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The buy now, pay later holiday debt hangover has arrived, as consumers wonder how they’ll pay bills


When she started shopping for the holidays late last year, Kelly Andersen was struggling to buy her loved ones gifts. So she turned to a novel solution to get through the season: Buy now, pay later. 

The 31-year-old freelance copywriter from Los Angeles used Klarna and PayPal to split a variety of purchases into four interest-free payments spread out over a series of weeks. At the time, her upfront cost was about a quarter of the overall purchase price. 

But now that January has arrived and the other installments are starting, Andersen isn’t sure how she’s going to pay them off. She’s never missed a payment before and treats debt seriously but has found herself buried under a mountain of micropayments, wondering how she’s going to cover her bills. 

“I’ve definitely been selling clothes … if I have to go sell a pair of shoes to make a payment, I will,” Andersen told CNBC of the roughly $1,700 she racked up in buy now, pay later debt. “I’m definitely worried about [the payments]. It’s definitely a concern and I’m definitely going to have to find a way to come up with the money.”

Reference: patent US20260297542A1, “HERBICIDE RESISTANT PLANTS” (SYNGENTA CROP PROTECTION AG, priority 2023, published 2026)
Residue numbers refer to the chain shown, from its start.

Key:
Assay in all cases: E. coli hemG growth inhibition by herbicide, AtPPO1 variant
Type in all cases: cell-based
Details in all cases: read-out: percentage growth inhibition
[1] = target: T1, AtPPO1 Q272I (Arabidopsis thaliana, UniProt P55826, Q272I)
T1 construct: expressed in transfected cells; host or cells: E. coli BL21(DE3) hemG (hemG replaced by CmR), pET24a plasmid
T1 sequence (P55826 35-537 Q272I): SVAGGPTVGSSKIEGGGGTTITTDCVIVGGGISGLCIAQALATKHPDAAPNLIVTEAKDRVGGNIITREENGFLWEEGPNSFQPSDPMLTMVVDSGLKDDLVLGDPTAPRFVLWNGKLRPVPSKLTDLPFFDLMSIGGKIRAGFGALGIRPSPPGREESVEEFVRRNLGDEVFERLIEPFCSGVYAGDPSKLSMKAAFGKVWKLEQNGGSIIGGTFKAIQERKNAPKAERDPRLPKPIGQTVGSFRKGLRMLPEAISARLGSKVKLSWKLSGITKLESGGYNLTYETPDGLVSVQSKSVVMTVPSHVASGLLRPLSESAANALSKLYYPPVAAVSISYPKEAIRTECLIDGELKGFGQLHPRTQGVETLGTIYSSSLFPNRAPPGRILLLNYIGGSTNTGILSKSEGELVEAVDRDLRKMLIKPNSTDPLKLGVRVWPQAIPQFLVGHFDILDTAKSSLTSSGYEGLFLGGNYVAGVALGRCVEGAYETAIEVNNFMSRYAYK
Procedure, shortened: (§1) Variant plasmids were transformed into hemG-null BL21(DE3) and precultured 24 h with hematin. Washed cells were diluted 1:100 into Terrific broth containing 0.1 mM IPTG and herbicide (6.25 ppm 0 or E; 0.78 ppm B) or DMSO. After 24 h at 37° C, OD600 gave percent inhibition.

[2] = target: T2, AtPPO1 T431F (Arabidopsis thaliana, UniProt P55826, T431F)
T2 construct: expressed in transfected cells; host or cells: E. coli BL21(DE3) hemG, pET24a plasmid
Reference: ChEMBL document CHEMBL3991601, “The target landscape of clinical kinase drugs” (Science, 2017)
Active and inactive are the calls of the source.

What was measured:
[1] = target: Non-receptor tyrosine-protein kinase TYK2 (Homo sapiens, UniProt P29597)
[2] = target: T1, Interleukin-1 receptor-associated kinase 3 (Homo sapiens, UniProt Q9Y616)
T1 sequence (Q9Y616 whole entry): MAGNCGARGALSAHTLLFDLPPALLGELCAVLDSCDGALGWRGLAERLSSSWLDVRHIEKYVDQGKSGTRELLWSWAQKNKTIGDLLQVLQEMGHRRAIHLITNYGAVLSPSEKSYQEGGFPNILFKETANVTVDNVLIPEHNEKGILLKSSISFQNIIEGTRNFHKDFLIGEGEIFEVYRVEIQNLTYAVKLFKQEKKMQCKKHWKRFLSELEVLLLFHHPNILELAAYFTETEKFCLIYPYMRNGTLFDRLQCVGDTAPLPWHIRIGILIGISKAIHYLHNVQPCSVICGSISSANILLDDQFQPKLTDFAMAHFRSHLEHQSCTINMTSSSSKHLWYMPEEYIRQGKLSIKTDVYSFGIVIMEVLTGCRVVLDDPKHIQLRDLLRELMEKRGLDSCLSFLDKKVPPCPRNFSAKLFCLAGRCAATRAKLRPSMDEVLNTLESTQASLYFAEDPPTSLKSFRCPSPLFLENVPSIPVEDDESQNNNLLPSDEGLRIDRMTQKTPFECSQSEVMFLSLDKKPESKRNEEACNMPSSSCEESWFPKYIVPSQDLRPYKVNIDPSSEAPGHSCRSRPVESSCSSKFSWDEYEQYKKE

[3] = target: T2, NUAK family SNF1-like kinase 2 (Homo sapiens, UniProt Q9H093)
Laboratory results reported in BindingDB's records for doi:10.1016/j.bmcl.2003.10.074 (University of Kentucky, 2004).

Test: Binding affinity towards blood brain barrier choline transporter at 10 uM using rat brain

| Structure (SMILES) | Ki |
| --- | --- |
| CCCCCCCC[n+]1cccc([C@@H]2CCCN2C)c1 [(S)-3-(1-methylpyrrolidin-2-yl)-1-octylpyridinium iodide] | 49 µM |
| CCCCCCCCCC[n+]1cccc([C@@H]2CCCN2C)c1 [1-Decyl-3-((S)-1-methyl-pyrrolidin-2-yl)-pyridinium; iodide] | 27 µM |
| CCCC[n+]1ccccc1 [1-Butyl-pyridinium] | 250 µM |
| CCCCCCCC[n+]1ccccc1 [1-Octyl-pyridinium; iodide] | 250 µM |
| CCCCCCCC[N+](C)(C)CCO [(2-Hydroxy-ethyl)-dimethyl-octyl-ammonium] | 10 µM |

Andersen is one of many Americans who turned to buy now, pay later to fund their holiday shopping last year to avoid credit card debt but are now having trouble paying off those bills. 

In an era where persistent inflation and record-high interest rates are shaping financial decisions for many shoppers, the service helped fuel a boom in overall online spending that topped out at $222 billion from Nov. 1 through the end of December. During the season, buy now, pay later usage hit an all-time high, rising a staggering 14% from the prior year and contributing $16.6 billion to online spending.

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